Others who go without access either don’t know about it in order to ask for it, or choose not to ask for a host of reasons.
VP pioneered CART in this region by spending years educating, advocating and demonstrating the Communication Access Realtime Technology. When Realtime access finally caught on enough to pay the bills, we discontinued providing traditional Court Reporting services to the legal community. We specialize in Realtime Communication Access Support Services specifically to provide enhanced communications to ALL people. It’s the only thing we concentrate on. It’s all we do.
The history of these types of services have been (and sadly, still are) sorely lacking in Philadelphia and surrounding areas. Voice Print was established to fill this void and has grown significantly since that time.
Terry received her educational background in traditional Court Reporting and attained the additional training required to make a transition from traditional reporting, to the much-needed area of Realtime Communication Access Services for those who need access support services. Terry has been teaching and training working reporters and reporting students since 1995, in both legal and communication access reporting services. In 1996, she graduated from the JEVS – Jewish Educational and Vocational Services’ Court Reporting Institute, already having established Voice Print, LLC, before graduation. In 2001, JEVS’ Strictly Business committee, awarded Terry with their “inspiration” award. Terry leads the way with communication access and is now leading captioning into places where access does not exist.
Click here to read a message from Terry
Terry is a trailblazer in Communication Access Realtime Technology. She started on her path to Realtime access in 1991 so has over 23 years’ experience as a firm owner, an instructor of traditional Court Reporting, and as an instructor in the specialized field of Realtime Communication Access Reporting. She also has two adult children in their thirties.
Terry has a disability called Auditory Processing Disorder (APD), which is sometimes referred to as Dyslexia of the ears. It’s what the brain does (or doesn’t do) with what the ears hear. The disability imposes the personal need for her to access communications in Realtime. For Terry, the accommodation is used to capture what’s said now, so she can revisit what was said later in the emailed transcript.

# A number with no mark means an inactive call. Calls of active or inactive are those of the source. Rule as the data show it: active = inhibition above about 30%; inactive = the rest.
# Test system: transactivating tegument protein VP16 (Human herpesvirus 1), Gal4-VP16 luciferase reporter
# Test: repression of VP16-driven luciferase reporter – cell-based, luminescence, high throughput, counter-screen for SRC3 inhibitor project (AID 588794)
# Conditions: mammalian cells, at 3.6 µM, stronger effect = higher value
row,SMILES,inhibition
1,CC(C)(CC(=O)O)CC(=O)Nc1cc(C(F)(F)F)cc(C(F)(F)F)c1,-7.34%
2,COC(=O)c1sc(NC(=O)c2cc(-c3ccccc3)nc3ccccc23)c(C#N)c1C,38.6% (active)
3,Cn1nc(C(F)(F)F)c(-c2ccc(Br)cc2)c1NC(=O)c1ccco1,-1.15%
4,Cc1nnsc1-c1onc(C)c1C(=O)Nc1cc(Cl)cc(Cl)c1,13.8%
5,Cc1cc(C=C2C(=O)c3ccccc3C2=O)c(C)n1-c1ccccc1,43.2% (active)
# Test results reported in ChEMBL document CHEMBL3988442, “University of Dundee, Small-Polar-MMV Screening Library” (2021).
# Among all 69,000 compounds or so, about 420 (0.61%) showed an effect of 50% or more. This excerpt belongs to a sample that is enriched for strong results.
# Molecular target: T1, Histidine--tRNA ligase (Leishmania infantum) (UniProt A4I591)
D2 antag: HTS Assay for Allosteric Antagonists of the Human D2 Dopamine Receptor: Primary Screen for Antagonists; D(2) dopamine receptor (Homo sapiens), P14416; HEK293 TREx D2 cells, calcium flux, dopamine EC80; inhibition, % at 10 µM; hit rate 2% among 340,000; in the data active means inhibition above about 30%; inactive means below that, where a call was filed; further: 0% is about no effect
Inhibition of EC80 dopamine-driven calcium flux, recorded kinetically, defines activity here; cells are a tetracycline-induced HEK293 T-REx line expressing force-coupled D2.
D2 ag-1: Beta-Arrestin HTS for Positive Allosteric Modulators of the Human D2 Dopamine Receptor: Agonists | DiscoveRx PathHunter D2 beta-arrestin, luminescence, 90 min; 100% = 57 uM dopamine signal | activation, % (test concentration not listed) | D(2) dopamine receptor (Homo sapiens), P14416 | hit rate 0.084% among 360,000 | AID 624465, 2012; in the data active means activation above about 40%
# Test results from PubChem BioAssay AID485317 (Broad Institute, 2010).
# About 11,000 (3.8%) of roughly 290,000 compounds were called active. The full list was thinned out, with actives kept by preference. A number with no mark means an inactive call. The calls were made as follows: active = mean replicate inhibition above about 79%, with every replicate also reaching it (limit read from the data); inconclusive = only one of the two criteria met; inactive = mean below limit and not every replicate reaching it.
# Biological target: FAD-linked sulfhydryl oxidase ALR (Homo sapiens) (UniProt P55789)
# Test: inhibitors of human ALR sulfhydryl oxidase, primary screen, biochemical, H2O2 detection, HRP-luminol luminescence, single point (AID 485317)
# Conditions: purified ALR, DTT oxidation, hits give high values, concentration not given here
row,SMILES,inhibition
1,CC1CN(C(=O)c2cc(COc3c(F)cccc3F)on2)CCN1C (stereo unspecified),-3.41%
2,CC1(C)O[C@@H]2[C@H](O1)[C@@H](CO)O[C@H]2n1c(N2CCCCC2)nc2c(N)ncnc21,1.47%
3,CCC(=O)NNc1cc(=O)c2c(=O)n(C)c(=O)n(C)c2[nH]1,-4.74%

Aha! You’re probably thinking, “That must be why she became a specialist in Communication Access Realtime Translation.”
“Nope. As a matter of fact, I didn’t even know I had an APD until extensive testing last year, mid- 2013. Like most people, I seem to be very good recognizing solutions for others, but poor at recognizing the same for myself. In court reporting school, I immediately became drawn to figuring out how I could use the training I was getting for communication access instead of for lawyers and judges. I never realized why I NEEDED to create communication access for people. Hindsight is 20/20. Actually, my growing up with two sisters who both had many disabilities, including, but not limited to, Down’s Syndrome, communication disorders, and barriers-- this is what really first sparked my interest in helping people to be and feel included. I do my absolute best to level the playing field for those who need access to communications the most. My intimate understanding and knowledge of the impact disabilities and barriers has on learning, family, and social life, lead me to the best career on the planet!”
See the “COURT REPORTING” tab for more about training:
Individual Education Plan (IEP) tailored to your specific needs
Working reporters, current or former students
All others welcome!